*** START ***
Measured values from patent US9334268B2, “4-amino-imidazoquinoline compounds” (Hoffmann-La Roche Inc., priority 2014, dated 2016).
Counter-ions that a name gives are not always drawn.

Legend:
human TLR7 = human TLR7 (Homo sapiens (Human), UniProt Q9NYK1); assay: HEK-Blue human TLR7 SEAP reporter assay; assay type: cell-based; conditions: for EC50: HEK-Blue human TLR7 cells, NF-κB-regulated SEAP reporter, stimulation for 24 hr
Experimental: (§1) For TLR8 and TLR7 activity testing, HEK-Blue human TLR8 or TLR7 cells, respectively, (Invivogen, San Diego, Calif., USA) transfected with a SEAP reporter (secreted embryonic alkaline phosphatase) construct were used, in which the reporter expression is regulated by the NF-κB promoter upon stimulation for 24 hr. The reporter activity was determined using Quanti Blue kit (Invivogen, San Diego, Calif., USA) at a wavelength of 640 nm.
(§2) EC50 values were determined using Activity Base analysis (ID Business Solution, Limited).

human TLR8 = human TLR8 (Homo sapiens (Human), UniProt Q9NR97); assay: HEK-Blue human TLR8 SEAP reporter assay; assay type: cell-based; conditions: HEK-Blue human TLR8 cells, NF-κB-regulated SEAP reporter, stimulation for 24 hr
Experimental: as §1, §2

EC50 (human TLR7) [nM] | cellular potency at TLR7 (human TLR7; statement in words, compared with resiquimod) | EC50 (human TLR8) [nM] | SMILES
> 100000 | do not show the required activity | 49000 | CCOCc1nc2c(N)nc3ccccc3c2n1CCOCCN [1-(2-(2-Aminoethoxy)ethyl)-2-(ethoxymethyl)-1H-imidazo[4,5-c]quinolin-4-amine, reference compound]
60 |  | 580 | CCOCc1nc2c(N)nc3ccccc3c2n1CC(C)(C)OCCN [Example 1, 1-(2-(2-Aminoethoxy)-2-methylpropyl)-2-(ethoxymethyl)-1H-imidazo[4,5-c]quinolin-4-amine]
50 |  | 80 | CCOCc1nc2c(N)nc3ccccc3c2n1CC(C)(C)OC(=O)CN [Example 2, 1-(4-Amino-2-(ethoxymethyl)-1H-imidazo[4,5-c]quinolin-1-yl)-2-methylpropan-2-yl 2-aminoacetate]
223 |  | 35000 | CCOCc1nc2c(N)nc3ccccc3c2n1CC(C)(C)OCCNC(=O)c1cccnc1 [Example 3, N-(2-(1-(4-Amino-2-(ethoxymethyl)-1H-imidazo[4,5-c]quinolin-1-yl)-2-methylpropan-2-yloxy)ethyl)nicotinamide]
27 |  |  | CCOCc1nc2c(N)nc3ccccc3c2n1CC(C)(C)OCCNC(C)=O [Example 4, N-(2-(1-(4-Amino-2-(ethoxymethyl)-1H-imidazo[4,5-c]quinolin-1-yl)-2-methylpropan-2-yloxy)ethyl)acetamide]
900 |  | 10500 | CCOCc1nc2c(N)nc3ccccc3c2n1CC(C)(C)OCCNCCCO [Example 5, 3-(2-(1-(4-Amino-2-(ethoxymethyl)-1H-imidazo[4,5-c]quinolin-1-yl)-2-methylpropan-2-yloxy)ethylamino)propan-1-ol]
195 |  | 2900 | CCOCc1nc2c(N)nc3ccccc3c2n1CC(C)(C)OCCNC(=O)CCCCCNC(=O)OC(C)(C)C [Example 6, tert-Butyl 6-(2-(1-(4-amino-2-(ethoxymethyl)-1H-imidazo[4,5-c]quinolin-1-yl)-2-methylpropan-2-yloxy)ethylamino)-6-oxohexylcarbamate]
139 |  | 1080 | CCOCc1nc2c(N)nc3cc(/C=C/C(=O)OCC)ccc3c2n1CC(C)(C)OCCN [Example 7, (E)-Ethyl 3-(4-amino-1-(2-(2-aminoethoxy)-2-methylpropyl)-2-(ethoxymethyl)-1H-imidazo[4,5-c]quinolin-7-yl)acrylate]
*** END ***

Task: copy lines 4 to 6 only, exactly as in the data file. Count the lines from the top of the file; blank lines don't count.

human TLR7 = human TLR7 (Homo sapiens (Human), UniProt Q9NYK1); assay: HEK-Blue human TLR7 SEAP reporter assay; assay type: cell-based; conditions: for EC50: HEK-Blue human TLR7 cells, NF-κB-regulated SEAP reporter, stimulation for 24 hr
Experimental: (§1) For TLR8 and TLR7 activity testing, HEK-Blue human TLR8 or TLR7 cells, respectively, (Invivogen, San Diego, Calif., USA) transfected with a SEAP reporter (secreted embryonic alkaline phosphatase) construct were used, in which the reporter expression is regulated by the NF-κB promoter upon stimulation for 24 hr. The reporter activity was determined using Quanti Blue kit (Invivogen, San Diego, Calif., USA) at a wavelength of 640 nm.
(§2) EC50 values were determined using Activity Base analysis (ID Business Solution, Limited).